I am writing this book in a room with a carpet, and good furniture, but I have my two dogs
There is little Fiddy, the small spaniel, at my feet, where he has lain every day for eight years; and there is Bronti, the fine
big Newfoundlander, lying, where do you think? Why the rogue has got upon the sofa, and when I shake my head at him, he wags his long tail, and turns up his large bright eyes to my face, as much as to say, “Pray let me stop here; it is
80 comfortable.” But no, Brontı, you must walk down, my fine fellow, or some lady coming to see me, may have her gown soiled, which would not be fair. We have no right to make our pets a plague to other people, and, perhaps, a means of injuring them too.
That was enough for Bronti; no need of a loud, cross, or threatening voice. He saw that I wished him to leave the sofa, and he wags
his tail us contentedly on the carpet. I can manage him with a word, almost with a look, because he was born in the house, and has never been away from me; but master Fiday was a year or two older when I had him, and some things he will do in spite of me. He will hunt a cat, kill a bird, and growl most furiously over a bone. Bronti has the same nature, but his love for us overcomes it all.
He would live peaceably with a cat, if we had one; he will let the chickens and pigeons perch upon him, or walk between his feet; and last year I had half a dozen tame mice, which I used to let out upon him, when they would nestle in his warm coat, run races over and under him, and he would not move a limb, for fear of hurting one. As to a bone, he will allow me to take it out of his mouth at any time ; and, what is more, he will readily give it up to Fiddy, whose little teeth can only nibble off the meat; and when he has done that, Bronti takes it, and munches the bone.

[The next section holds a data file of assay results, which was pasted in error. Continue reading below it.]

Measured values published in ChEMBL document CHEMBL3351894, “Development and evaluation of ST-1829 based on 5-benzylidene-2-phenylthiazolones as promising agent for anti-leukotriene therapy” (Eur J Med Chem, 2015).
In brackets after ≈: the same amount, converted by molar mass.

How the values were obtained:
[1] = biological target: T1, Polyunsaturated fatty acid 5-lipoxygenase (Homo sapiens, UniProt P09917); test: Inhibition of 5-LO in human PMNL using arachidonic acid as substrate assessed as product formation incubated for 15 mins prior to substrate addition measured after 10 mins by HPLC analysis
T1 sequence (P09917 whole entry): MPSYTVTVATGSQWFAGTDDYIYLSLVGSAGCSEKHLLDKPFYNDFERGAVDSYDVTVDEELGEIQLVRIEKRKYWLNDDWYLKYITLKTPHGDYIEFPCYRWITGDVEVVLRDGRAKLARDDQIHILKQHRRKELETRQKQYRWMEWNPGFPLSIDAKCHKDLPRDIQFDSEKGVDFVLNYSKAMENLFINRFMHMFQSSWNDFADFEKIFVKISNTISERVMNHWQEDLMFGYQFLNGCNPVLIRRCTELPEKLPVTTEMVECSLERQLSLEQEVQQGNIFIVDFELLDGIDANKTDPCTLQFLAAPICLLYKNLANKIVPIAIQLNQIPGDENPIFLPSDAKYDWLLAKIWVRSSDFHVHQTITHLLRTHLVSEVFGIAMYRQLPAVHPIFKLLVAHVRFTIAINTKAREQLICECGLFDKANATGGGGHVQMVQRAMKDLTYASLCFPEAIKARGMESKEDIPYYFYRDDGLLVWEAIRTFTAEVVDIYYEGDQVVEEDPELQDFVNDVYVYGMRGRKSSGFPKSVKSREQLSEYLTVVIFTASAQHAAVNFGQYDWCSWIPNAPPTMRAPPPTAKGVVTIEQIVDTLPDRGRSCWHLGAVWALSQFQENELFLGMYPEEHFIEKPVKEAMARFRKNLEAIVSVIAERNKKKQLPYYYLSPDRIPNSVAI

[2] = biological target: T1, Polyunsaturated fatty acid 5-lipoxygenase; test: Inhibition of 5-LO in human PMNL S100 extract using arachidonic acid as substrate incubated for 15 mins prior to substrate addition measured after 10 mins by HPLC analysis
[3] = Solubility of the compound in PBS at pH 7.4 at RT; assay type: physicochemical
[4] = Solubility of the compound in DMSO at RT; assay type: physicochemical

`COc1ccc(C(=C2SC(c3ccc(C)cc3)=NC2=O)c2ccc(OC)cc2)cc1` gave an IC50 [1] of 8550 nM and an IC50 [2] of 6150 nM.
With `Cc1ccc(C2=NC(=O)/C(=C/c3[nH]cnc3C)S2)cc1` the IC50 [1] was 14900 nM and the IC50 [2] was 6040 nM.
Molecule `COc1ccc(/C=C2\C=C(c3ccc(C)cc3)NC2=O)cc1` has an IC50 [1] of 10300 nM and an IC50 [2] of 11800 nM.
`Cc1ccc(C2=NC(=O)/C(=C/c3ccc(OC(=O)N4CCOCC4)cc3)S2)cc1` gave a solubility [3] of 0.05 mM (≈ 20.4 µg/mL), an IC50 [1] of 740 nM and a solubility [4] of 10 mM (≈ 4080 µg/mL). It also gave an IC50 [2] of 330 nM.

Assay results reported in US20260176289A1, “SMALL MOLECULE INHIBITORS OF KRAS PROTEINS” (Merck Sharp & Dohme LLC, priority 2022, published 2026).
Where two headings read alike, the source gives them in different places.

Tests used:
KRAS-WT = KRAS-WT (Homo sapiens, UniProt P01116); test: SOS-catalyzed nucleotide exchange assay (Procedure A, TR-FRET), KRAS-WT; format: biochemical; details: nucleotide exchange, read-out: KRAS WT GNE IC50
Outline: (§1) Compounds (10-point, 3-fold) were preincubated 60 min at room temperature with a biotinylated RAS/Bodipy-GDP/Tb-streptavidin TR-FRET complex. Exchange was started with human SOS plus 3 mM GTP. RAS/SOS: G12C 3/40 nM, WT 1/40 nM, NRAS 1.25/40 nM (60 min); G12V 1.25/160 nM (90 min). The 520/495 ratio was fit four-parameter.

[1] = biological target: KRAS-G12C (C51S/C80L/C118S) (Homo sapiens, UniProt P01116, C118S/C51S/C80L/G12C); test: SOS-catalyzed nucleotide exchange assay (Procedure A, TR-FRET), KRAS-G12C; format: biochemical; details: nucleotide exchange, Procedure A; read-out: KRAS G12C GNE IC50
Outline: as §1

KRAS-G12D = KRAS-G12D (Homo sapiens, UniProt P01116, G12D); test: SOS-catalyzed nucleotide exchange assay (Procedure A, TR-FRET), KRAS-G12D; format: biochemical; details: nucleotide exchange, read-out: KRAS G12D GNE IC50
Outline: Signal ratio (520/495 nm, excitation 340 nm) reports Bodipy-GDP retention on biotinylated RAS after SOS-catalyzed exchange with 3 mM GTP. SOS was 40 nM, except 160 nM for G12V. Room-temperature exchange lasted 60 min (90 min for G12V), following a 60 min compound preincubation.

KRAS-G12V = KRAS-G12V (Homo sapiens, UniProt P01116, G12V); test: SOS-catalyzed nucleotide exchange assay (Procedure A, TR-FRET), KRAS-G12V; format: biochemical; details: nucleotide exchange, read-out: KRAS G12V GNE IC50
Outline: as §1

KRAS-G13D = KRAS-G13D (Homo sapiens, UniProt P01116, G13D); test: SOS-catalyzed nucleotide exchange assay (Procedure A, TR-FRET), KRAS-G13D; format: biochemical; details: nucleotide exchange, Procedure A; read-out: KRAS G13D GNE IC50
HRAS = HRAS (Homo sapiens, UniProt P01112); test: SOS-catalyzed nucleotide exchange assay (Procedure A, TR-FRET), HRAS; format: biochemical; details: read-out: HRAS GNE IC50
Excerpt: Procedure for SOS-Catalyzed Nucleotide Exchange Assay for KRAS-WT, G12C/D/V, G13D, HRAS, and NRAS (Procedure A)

Once, out of a great many fowls, belonging to a dear friend in whose house I lived, there was only one that would not be friends with me. She was a fine old speckled black and white hen, very wild ; and her running away from me vexed me; for I cannot bear that any of God's creatures should think I would be so cruel as to hurt it. Well, I set myself to whaddle this hen into being on better terms; taking crumbs to her, and persuading her by degrees to feed from my hand, like the rest.
This was very good: but it did not stop here. Whether Mrs. Hen was flattered by so much attention, or whether she was desirous of making up for former rudeness, or how it was, I don't know; but she became so unreasonably fond of me, that if a door or window were opened, she would pop in to look for her friend, running up and down stairs, into the parlor, the drawing-room, the bed-rooms, and making no little work for the servants. first, every body was amused at it; but, after a time, the poor hen became so troublesome that we were obliged to give her away. Jack, the dumb boy, would put his hands to his sides, and laugh till he lost his breath, to see “ Mam's fat hen," as he called her, waddling after me, without minding either dogs or strangers, and he was in great trouble when she was sent away.
I can tell you one thing, which is, that it is impossible for a cruel man to be happy : it is quite and entirely impossible. He may laugh, and shout, and sing, and dance, and tell you that